LG 42LV5500 Review
The positives on the LG 42LV5500 LED LCD HDTV definitely outweigh the handful of flaws.
The LG 42LV5500 ($1099 MSRP) is packed with a lot of fun features that may sound good, but can distract from what a TV is supposed to do: deliver a good picture. Fortunately, the color performance cannot be beat. The poor implementation of local dimming certainly drew our ire, but the positives on this TV definitely outweigh the handful of flaws. It doesn't have the contrast performance of a similarly priced plasma, but its color results were great, plus it's sporting a delightful amount of connectivity options.
The LV5500 isn't at the height of TV fashion, but it still looks good.
The LG 42LV5500 is an attractive TV, with all smooth lines and beveled edges. The glossy black finish is highly reflective, which may bother some people, and not only for its near-magical predilection for picking up fingerprints. There’s the additional distraction of a light on the lower right side that blinks every time you push a button on the remote. We tried to disable it, but to no avail.
The LG 42LV5500 ships with two remote controls: a more traditional type of remote and the new Magic Motion remote. The Magic Motion remote is quite different. It functions like a pointer: When you aim at the screen, a little icon appears and tracks your motion. There’s a certain novelty to it, but the overall interface is too slow to make this your primary remote.
The LG 42LV5500 comes ready to connect to a multitude of devices, both old and new. There are four HDMI ports, two USB ports, two component and two composite connections in the back. One of each uses the traditional RCA-type sockets and one of each uses a 1/8th-inch socket. LG includes adapters for the latter. There are outputs for both analog audio and digital audio, an LAN port, an RS-232C socket and a place to plug in your wireless control system for home theater universality. Also, included in the box is a thumb-drive-sized device that gives the LG 42LV5500 the ability to connect to a Wi-Fi network in your home.
Smart TV Features
A great multimedia platform with a sensible and user-friendly approach.
The LG 42LV5500 has a healthy array of streaming content options split into two distinct categories. There’s a “premium” section and an Apps section. The premium content is just that—stuff you probably want. You’ll find Netflix, Vudu, Facebook, YouTube, and several more content providers and apps already pre-loaded. This page is customizable, as well, so you can download apps and bump them to the first page of the menu.
When you hit the Menu button on either remote, you arrive at a sort of “mission control.” The live video feed (via HDMI, composite AV, etc.) appears in the upper left corner. The rest of the screen is a menu of all the other types of media the TV has access to: premium content providers, LG Apps, local media like USB memory sticks, and a full web browser. We think this is a great setup.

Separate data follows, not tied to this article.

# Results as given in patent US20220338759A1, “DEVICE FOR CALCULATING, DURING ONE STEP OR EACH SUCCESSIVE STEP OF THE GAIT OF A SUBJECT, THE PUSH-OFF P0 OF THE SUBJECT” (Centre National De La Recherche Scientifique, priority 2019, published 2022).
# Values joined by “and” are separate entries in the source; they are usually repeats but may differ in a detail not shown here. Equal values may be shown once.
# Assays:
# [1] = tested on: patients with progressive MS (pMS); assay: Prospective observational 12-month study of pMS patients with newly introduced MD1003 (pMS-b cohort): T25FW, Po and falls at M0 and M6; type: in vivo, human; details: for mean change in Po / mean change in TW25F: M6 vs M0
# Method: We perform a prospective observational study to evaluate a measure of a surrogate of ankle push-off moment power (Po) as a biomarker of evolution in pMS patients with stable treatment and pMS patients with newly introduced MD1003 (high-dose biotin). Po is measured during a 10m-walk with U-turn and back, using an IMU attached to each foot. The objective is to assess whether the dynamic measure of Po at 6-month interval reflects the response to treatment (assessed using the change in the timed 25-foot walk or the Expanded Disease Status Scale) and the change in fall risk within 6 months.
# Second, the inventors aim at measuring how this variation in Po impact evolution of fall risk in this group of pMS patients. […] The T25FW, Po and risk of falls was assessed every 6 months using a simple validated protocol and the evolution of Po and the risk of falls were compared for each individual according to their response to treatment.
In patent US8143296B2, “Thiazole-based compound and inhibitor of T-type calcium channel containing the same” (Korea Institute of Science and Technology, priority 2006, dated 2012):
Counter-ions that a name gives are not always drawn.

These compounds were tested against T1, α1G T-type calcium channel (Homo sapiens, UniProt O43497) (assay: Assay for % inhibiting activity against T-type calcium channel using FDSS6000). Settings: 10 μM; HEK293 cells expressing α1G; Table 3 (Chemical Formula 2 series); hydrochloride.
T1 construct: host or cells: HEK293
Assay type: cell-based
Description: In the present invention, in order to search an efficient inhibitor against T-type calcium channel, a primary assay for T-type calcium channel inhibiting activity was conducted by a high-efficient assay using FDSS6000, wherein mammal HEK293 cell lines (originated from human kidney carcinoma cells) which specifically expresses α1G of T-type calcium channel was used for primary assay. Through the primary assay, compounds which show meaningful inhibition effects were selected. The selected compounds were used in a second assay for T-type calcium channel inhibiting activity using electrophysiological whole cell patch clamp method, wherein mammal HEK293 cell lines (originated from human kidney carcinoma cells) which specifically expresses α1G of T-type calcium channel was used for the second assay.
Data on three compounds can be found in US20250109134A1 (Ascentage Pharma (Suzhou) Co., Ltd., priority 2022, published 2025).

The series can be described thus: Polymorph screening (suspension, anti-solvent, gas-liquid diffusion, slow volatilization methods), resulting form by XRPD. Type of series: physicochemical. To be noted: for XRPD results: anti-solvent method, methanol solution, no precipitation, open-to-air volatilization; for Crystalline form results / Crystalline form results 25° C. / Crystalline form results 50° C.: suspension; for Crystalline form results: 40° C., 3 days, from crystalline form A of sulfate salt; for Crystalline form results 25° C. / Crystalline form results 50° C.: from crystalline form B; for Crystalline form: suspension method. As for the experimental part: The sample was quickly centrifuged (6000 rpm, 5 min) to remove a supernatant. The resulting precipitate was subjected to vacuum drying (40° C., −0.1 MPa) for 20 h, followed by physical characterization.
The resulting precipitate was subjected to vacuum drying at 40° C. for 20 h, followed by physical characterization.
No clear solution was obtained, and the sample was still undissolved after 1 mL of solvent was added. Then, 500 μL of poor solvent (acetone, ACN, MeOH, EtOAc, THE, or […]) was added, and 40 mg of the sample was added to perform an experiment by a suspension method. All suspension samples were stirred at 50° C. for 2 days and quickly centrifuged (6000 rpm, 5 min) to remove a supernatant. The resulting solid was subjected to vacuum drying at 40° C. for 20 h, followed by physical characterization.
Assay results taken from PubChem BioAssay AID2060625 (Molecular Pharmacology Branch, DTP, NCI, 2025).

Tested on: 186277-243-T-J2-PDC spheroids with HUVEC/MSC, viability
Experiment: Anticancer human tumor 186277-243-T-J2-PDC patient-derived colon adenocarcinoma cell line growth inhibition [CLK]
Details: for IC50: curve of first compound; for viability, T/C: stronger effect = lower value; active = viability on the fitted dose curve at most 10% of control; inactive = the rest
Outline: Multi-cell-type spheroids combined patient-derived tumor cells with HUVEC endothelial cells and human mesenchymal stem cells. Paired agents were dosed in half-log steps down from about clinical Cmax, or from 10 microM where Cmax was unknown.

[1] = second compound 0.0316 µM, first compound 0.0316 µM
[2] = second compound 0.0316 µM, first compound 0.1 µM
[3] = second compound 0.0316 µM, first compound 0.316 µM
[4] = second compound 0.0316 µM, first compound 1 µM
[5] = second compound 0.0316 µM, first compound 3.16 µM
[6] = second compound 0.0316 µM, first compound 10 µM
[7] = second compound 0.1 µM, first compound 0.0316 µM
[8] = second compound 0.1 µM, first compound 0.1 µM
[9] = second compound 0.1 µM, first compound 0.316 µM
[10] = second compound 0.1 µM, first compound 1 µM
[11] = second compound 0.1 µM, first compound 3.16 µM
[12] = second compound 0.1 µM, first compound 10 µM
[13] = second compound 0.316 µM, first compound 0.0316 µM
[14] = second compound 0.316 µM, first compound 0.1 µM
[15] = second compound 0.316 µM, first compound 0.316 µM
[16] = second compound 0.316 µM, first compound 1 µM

With top-notch color accuracy and a decent contrast ratio, this LG's picture is great.
There's a lot that's really great about the picture produced by this LG and only a few areas that detract from its overall performance. One of these areas is the addition of a permanent local dimming feature, which attempts to level the TV's backlight to aid in the production of darker shadow tones and brighter highlights. You can't turn it off, which irked us; it doesn't work very well. A tie-in with this feature is the LV5500's black level itself—it simply doesn't get very dark.
Those minor problems aside, the LG 42LV5500 tested with excellent color accuracy and an acceptable contrast ratio. Its motion performance was great—everything that isn't film or film-based video content benefits from the TruMotion setting, which is user-adjustable. All in all, this LG produces a consistently high-quality picture that looks objectively correct. Videophiles, rejoice.
The LG 42LV5500 ($1099 MSRP) is a strong television in many regards, but we definitely prodded to find some weak points.
First the good news. Color performance doesn’t get much better than this. It will deliver exactly the colors that the movie and TV producers wanted you to see (provided you follow our handy calibration recommendations). Secondly, the multimedia options are excellent. LG did a great job creating a simple, easy to use platform that takes your TV beyond the living room and onto the internet for a myriad of streaming content and apps. So far, only the top-end Samsung TVs have matched them in this regard.
Now for the bad news. The LG 42LV5500 has a weak black level, like so many LGs we’ve reviewed. As a result, the contrast ratio is weak, especially when compared to similarly priced Sony and Samsung TVs. We can live with that, as the color performance is so damn good. Others may disagree.
Overall, the LG 42LV5500 may have its faults, but we heartily recommend it for the videophiles.
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